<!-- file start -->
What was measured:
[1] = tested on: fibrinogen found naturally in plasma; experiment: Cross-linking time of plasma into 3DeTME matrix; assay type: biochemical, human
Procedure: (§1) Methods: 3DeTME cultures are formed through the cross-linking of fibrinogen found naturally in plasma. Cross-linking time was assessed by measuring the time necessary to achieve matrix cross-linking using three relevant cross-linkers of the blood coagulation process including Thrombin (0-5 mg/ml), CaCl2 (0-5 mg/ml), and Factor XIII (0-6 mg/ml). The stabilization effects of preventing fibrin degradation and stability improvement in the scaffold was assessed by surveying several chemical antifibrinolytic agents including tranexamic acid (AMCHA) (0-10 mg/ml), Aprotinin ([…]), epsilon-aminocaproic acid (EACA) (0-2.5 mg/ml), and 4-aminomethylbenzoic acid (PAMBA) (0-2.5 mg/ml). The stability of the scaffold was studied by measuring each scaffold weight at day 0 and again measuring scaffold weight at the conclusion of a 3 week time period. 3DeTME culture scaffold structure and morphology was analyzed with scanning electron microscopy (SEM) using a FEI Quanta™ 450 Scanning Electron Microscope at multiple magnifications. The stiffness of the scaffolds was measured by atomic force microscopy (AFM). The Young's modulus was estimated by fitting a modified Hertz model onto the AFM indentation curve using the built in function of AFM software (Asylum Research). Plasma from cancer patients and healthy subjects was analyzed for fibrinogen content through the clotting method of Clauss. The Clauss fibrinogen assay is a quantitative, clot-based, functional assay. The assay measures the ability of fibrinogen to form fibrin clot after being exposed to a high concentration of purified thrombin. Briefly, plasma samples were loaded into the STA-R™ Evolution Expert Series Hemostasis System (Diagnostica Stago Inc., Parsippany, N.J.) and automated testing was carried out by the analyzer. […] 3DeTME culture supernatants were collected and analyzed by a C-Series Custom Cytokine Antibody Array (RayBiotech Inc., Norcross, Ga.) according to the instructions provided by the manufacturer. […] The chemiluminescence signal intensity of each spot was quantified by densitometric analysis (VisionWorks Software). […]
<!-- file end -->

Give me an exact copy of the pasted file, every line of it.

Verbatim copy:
What was measured:
[1] = tested on: fibrinogen found naturally in plasma; experiment: Cross-linking time of plasma into 3DeTME matrix; assay type: biochemical, human
Procedure: (§1) Methods: 3DeTME cultures are formed through the cross-linking of fibrinogen found naturally in plasma. Cross-linking time was assessed by measuring the time necessary to achieve matrix cross-linking using three relevant cross-linkers of the blood coagulation process including Thrombin (0-5 mg/ml), CaCl2 (0-5 mg/ml), and Factor XIII (0-6 mg/ml). The stabilization effects of preventing fibrin degradation and stability improvement in the scaffold was assessed by surveying several chemical antifibrinolytic agents including tranexamic acid (AMCHA) (0-10 mg/ml), Aprotinin ([…]), epsilon-aminocaproic acid (EACA) (0-2.5 mg/ml), and 4-aminomethylbenzoic acid (PAMBA) (0-2.5 mg/ml). The stability of the scaffold was studied by measuring each scaffold weight at day 0 and again measuring scaffold weight at the conclusion of a 3 week time period. 3DeTME culture scaffold structure and morphology was analyzed with scanning electron microscopy (SEM) using a FEI Quanta™ 450 Scanning Electron Microscope at multiple magnifications. The stiffness of the scaffolds was measured by atomic force microscopy (AFM). The Young's modulus was estimated by fitting a modified Hertz model onto the AFM indentation curve using the built in function of AFM software (Asylum Research). Plasma from cancer patients and healthy subjects was analyzed for fibrinogen content through the clotting method of Clauss. The Clauss fibrinogen assay is a quantitative, clot-based, functional assay. The assay measures the ability of fibrinogen to form fibrin clot after being exposed to a high concentration of purified thrombin. Briefly, plasma samples were loaded into the STA-R™ Evolution Expert Series Hemostasis System (Diagnostica Stago Inc., Parsippany, N.J.) and automated testing was carried out by the analyzer. […] 3DeTME culture supernatants were collected and analyzed by a C-Series Custom Cytokine Antibody Array (RayBiotech Inc., Norcross, Ga.) according to the instructions provided by the manufacturer. […] The chemiluminescence signal intensity of each spot was quantified by densitometric analysis (VisionWorks Software). […]